Stars in the new images from the James Webb Space Telescope look sharper than they did before. And I’m not just talking about the image quality, which is astounding. I’m talking about the fact that many of the bright stars in the images have very distinct Christmas-ornament-looking spikes or, as one of my colleagues put it, “It looks like a J.J. Abrams promo poster, and I love it.”
But this isn’t a case of too much lens flare. Those are diffraction spikes, and if you look closely, you’ll see that all bright objects in the JWST images have the same eight-pointed pattern. The brighter the light, the more prominent the feature. Dimmer objects like nebulae or galaxies don’t tend to see quite as much of this distortion.
This pattern of diffraction spikes is unique to JWST. If you compare images taken by the new telescope to images taken by its predecessor, you’ll notice that Hubble only has four diffraction spikes to JWST’s eight. (Two of JWST’s spikes can be very faint, so it sometimes appears as though there are six.)
The shape of the diffraction spikes is determined by the telescope’s hardware, so let’s start with a quick refresher of the important bits. Both Hubble and JWST are reflecting telescopes, which means that they collect light from the cosmos using mirrors. Reflecting telescopes have a large primary mirror that gathers the light and reflects it back to a smaller secondary mirror. The secondary mirror on space telescopes helps guide that light toward the science instruments that turn it into all the cool images and data we’re seeing now.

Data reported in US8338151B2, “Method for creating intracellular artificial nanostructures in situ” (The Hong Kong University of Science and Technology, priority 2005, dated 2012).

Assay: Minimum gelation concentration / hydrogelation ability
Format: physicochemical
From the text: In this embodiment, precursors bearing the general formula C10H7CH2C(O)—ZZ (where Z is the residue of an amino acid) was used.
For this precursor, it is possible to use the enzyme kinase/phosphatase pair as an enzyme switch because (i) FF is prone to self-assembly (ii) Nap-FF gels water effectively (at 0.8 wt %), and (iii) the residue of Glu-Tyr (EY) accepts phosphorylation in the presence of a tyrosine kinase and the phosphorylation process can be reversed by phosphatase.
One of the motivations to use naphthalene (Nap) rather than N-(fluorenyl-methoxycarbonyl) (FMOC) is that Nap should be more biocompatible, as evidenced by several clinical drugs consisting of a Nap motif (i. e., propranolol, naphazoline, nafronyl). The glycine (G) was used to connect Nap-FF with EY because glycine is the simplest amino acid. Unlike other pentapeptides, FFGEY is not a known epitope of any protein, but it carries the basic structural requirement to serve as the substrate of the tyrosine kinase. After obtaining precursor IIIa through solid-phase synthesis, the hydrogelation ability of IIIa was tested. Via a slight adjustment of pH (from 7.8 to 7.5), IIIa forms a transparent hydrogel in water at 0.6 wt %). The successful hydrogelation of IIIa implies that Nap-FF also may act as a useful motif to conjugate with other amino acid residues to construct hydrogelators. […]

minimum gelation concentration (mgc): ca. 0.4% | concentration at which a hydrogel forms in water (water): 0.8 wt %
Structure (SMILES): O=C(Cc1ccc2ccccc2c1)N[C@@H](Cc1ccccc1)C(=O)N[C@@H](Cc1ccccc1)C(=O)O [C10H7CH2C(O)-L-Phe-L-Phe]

Both the primary and secondary mirrors contribute to the diffraction spikes but in slightly different ways. Light diffracts, or bends, around objects like mirror edges. So the shape of the mirror itself can result in these spikes of light as light interacts with the edges of the mirror. In Hubble’s case, the mirror was round, so it didn’t add to the spikiness. But JWST has hexagonal mirrors that result in an image with six diffraction spikes.
There’s also the secondary mirror. Secondary mirrors are smaller than primary mirrors and are held in place some distance away from the primary mirror by struts. In the case of JWST, the struts are 25 feet long. Light passing by these struts gets diffracted, resulting in more spikes, each one perpendicular to the strut itself.
In Hubble’s case, its four struts resulted in the four distinct spikes you see in Hubble pictures. JWST has three struts holding up its secondary mirror, resulting in another six spikes.
That’s a lot of distortion. To minimize the number of diffraction spikes, JWST was engineered so that four of the spikes caused by the struts would overlap with four of the spikes caused by the mirror. That leaves the eight soon-to-be-iconic diffraction spikes of a JWST image.
Some of the spikes will look more or less visible depending on which instrument is processing the light as well. This is most noticeable in the JWST images of the Southern Ring Nebula, which were released this week.
The image on the left was taken by JWST’s NIRCam, which gathers near-infrared light. The one on the right was taken by the telescope’s MIRI instrument, which picks up mid-infrared light instead. “In near-infrared light, stars have more prominent diffraction spikes because they are so bright at these wavelengths,” an explanation posted by the Space Telescope Science Institute says. “In mid-infrared light, diffraction spikes also appear around stars, but they are fainter and smaller (zoom in to spot them).”
If you want a visual of how diffraction spikes on JWST work, check out the handy infographic below from NASA and the Space Telescope Science Institute: